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The Military Transportation Technology

USAF Scramjet Hits Mach 6, Sets Record 326

Posted by CmdrTaco
from the get-where-yer-going dept.
s122604 writes "The [X-51A Waverider]'s scramjet engine accelerated the vehicle to Mach 6, and it flew autonomously for 200 seconds before losing acceleration. At that point the test was terminated. The Air Force said the previous record for a hypersonic scramjet burn was 12 seconds. Joe Vogel, Boeing's director of hypersonics, said, 'This is a new world record and sets the foundation for several hypersonic applications, including access to space, reconnaissance, strike, global reach and commercial transportation.'"
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USAF Scramjet Hits Mach 6, Sets Record

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  • Interesting... (Score:2, Interesting)

    How useful is this in the long run? What was the burn ratio compared to other scramjet vehicles of recent design?
    • Re: (Score:3, Interesting)

      by AdmiralXyz (1378985)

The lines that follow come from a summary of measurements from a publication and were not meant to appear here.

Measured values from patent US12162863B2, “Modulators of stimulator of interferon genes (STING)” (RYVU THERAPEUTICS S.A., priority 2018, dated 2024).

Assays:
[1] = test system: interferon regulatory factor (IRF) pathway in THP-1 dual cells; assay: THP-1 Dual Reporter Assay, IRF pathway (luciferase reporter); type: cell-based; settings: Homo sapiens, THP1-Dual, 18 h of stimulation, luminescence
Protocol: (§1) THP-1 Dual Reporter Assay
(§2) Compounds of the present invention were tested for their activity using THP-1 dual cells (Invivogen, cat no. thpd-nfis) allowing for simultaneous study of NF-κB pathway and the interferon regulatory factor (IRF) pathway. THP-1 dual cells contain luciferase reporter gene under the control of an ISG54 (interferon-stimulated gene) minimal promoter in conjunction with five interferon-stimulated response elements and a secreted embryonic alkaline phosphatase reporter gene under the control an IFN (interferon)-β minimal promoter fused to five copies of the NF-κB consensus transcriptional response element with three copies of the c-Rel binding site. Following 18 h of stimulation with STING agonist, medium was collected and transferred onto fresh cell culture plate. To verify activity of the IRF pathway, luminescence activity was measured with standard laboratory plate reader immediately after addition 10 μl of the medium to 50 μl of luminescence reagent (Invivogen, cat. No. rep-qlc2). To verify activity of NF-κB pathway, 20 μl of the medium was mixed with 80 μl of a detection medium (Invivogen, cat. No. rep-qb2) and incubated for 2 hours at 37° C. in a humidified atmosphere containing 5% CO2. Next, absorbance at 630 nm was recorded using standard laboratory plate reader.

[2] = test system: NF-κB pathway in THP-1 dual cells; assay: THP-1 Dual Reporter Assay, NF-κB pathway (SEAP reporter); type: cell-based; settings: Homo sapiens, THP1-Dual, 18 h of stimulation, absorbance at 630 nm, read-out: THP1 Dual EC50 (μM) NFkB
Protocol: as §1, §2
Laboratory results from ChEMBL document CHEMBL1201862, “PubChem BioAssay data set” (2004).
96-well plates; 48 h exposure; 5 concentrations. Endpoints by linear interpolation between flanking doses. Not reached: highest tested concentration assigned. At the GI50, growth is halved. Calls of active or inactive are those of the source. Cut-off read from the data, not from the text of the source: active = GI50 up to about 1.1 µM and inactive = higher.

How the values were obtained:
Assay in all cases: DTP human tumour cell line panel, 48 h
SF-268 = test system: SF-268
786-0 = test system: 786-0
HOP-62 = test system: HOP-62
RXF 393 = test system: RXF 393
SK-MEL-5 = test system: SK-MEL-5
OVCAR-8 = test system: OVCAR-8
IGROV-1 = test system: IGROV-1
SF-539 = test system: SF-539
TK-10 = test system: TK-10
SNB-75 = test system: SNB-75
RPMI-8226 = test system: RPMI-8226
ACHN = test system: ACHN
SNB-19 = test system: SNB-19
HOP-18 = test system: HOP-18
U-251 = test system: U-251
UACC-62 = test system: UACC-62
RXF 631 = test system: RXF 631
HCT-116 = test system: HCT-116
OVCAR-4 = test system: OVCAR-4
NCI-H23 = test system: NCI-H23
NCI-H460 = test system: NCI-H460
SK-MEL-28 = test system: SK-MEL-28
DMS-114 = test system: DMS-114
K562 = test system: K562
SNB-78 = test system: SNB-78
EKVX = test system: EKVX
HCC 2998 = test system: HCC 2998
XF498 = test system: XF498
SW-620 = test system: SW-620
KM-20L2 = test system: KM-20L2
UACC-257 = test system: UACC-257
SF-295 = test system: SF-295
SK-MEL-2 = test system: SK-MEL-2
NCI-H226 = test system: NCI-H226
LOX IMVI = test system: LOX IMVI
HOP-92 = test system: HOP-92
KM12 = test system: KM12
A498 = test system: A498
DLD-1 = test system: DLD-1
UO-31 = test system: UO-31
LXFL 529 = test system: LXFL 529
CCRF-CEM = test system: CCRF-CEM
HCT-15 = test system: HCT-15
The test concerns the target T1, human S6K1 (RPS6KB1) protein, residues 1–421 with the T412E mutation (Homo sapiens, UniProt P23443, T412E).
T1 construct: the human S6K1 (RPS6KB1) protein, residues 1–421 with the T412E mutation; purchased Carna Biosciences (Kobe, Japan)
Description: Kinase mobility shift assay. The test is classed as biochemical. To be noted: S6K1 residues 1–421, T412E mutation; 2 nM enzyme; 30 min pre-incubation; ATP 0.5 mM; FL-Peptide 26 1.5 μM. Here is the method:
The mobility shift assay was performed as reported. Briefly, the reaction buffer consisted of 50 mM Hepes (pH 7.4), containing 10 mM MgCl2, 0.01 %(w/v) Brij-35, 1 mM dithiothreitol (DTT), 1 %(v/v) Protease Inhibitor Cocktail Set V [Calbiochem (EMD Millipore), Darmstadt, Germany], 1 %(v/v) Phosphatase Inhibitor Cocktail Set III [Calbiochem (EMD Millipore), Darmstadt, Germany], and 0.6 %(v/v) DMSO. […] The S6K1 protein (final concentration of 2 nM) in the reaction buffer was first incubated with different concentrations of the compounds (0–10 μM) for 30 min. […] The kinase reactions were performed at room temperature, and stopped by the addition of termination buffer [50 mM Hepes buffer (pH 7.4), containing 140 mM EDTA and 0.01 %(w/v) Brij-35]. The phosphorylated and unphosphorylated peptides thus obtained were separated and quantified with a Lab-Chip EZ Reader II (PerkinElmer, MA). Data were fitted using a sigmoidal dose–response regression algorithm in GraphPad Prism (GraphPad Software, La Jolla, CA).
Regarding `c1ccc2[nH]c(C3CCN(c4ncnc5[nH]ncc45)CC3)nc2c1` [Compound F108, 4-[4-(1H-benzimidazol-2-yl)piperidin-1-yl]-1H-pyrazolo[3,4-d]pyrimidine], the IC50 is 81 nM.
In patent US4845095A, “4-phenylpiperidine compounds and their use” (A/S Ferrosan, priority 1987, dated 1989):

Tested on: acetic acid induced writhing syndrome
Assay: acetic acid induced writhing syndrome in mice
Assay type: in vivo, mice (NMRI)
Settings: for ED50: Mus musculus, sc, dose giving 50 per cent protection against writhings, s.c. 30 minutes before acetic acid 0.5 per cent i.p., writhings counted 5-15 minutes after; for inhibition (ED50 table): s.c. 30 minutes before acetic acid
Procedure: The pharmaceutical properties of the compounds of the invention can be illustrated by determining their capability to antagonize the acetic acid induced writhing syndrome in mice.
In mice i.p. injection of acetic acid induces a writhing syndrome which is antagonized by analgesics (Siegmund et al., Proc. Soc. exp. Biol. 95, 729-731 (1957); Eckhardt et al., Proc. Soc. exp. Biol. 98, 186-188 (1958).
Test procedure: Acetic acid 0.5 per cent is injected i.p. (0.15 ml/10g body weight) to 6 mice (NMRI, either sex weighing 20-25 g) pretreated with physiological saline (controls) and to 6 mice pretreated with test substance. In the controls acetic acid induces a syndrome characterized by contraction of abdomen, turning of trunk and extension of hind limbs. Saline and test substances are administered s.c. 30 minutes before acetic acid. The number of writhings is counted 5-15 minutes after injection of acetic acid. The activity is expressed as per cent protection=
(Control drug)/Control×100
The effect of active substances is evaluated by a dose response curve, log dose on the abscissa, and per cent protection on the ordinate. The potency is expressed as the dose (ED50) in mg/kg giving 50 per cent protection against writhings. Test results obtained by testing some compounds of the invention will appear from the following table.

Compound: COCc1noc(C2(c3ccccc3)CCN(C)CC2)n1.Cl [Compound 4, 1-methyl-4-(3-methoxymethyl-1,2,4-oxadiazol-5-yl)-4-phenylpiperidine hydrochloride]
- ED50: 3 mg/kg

How useful is this in the long run? What was the burn ratio compared to other scramjet vehicles of recent design?

      Are there even any other scramjet vehicles in the operational testing phase? I was under the impression that the X-51, and the other vehicles in the Hyper-X program, are the only ones that've actually flown. Scramjets aren't exactly easy to test in the lab.

      • Re:Interesting... (Score:5, Informative)

        by joggle (594025) on Thursday May 27, 2010 @11:13AM (#32362518) Homepage Journal

        According to the article there's three more vehicles which will be tested in the fall.

      • Re:Interesting... (Score:5, Interesting)

        by Pojut (1027544) on Thursday May 27, 2010 @11:14AM (#32362524) Homepage

        Scramjets aren't exactly easy to test in the lab.

        Hell, even normal jet engines are tough to test. Have you seen the equipment used to keep those things stationary while testing them? Holy fuck [rob.com].

        • Amazing (Score:5, Interesting)

          by maillemaker (924053) on Thursday May 27, 2010 @11:28AM (#32362704)